As Bill James wrote long ago, an error is a “moral judgment, really, in the peculiar quasi-morality of the locker room.”

I really think the crazy, illogical error concept has lasted all these years because we as baseball fans are desperate to credit pitchers rather than crediting entire teams. We like that pitcher-hitter matchup; like bloodless boxing. We want to credit pitchers for victories, for no-hitters, for perfect games even though they don’t do these things alone. We have spent more than a century thinking of defenders as Pips to the pitchers’ Gladys Knight. We have spent more than a century thinking of fielders as automatons who should ALWAYS make plays that look routine. If they happen to make a dazzling play now and again that keeps runs from scoring, OK, that’s nice. We’ll give you a gold glove at the end of the year, like the gold watch after working for 25 years. Nice work. Now, go support your pitcher.

The Darvish-Papi play shows you just how ridiculous this has become. Defenders as a group have never made fewer errors. Last year, teams made 2,747 errors in almost 5,000 games; that error-per-game percentage (56%) is the lowest in baseball history. Compare that with the 10,000 errors made in 3,000 games back in 1890, when the error was being formed as a concept.

Why are errors so far down? I think it comes down to a couple of things. One, fielding has advanced. Gloves are way better, defensive positioning is way better, field conditions are way better and so on. But two, we still give errors based on some antiquated system that barely made sense 100 years ago. Here are grownups arguing FURIOUSLY whether the pop-up that dropped between Odor and Rios should be called an error? Do we realize how stupid that sounds? We know Rios should have caught it. We KNOW Rios should have caught it. We KNOW KNOW KNOW Rios should have caught it.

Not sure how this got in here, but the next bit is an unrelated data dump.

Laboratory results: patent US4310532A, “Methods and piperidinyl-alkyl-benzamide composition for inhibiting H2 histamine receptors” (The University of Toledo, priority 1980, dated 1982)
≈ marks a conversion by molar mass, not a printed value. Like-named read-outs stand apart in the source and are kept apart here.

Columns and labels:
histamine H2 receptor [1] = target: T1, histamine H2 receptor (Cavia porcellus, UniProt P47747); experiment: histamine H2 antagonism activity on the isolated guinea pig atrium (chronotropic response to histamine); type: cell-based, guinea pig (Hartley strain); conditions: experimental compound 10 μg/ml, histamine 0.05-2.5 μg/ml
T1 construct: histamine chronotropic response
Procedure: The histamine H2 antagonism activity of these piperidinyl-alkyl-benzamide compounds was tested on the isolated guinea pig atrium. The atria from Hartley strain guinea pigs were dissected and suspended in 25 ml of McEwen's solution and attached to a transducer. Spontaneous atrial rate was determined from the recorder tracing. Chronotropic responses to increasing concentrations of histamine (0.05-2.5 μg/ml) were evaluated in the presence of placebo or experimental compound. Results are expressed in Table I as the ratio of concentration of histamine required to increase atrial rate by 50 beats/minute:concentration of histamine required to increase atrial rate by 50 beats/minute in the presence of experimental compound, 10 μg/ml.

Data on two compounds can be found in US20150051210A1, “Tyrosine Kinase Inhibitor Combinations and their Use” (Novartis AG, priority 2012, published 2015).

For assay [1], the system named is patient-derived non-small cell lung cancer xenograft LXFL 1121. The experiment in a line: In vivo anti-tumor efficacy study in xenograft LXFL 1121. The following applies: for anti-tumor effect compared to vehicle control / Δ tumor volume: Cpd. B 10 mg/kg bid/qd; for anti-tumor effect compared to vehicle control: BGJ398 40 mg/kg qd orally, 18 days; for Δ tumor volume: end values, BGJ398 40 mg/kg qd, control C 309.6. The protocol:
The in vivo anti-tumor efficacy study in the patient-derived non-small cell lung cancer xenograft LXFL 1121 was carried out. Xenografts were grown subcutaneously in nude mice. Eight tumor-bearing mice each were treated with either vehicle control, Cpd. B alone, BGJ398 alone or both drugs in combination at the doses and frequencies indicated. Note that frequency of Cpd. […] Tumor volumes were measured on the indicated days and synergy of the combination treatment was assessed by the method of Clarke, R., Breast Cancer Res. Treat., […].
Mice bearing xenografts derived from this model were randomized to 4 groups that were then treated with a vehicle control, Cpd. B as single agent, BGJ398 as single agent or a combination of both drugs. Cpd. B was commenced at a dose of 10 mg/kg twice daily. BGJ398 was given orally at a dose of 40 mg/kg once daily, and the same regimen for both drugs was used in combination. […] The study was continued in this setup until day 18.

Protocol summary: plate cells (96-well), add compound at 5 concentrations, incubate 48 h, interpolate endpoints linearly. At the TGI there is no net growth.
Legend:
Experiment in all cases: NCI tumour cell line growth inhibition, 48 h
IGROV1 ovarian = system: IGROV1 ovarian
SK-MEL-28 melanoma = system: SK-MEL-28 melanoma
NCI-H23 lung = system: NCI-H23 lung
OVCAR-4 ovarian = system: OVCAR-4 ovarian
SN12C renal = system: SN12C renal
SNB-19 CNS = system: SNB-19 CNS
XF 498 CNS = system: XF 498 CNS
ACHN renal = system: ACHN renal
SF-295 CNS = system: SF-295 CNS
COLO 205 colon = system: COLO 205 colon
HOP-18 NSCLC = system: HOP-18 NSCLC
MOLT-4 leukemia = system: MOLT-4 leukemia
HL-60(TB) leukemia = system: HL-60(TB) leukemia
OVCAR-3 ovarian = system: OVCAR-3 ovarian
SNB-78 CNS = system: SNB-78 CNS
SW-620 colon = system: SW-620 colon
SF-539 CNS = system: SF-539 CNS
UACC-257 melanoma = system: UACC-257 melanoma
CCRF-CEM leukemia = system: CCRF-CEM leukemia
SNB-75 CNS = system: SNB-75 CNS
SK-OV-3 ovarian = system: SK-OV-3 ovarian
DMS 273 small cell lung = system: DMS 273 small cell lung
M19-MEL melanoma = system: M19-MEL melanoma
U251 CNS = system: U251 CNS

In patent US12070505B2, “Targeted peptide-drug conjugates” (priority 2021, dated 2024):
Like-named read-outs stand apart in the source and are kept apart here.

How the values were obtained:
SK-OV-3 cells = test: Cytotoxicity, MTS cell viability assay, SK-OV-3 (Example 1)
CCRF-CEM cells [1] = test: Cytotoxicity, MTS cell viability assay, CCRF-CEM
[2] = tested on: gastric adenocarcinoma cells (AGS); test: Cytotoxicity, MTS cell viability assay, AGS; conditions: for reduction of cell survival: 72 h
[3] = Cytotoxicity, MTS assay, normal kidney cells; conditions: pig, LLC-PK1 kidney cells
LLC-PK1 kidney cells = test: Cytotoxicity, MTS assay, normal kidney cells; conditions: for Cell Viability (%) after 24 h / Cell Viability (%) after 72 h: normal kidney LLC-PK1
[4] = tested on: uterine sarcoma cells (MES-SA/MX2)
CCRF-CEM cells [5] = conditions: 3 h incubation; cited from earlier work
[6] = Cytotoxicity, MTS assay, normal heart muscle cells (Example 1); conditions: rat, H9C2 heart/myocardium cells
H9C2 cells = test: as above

But should it be called an error? Hmm. We never called it an error before. Hmm.

This is just plain dumb and it really comes down to the basic fact that Yu Darvish was going for a no-hitter. That’s the key — we see it as an individual achievement. It wasn’t the Rangers going for a no-hitter. No. It was Yu Darvish going for a no-hitter. There has never been a pitcher in baseball history who threw a no-hitter by himself, but if you look up the list of no-hitters you find only pitcher’s names.

Our insistence on trying to give too much credit to pitchers has blinded us to how daft all of this has become. A no-hitter should be what it sounds like … it should mean no batter reached base after hitting the ball. It should be credited to a team, with the pitcher playing the starring role. These are obvious things. But we don’t see them, in the same way we don’t see how absurd it is to argue about whether that Rios-Odor drop is officially an “error” or simply a “play that should have been made but wasn’t an error by the silly 19th Century standard we still use.”

We don’t see these things because we have been conditioned not to see them. We grew up with the error and so it makes sense to us, even if it doesn’t make sense at all. I think the error is an outdated concept. I know what we consider an error is an outdated concept. The goofy little ground ball David Ortiz hit to break up Darvish’s no hitter in the ninth was no more deserving of a hit, off the bat, than the routine fly ball that Ortiz hit that was called an error. One bled through. Another plopped untouched. The fact we are still arguing about stuff like this tells you just how powerful even the most ridiculous sports statistics can be.

Jose Bautista: “I haven’t had to” pay for a meal in Toronto since famous bat flip

Toronto Blue Jays Jose Bautista flips his bat after hitting a three-run home run against the Texas Rangers during the seventh inning in Game 5 of baseball's American League Division Series, Wednesday, Oct. 14, 2015 in Toronto. (Chris Young/The Canadian Press via AP) MANDATORY CREDIT
Chris Young/The Canadian Press via AP
Leave a comment

Arguably the most memorable moment of the 2015 season came in the seventh inning of Game 5 of the ALDS between the Blue Jays and Rangers. The game was tied 3-3, but the Jays were threatening with runners on the corners and two outs. Jose Bautista launched a 1-1 Sam Dyson fastball for a no-doubt tie-breaking three-run home run that would send the Jays into the ALCS to face the eventual world champion Royals.

Bautista didn’t immediately run to first base after hitting the home run. He admired it, looked at Dyson, and then flipped his bat triumphantly. As far as bat flips go, it was a 10 out of 10. Yasiel Puig was proud.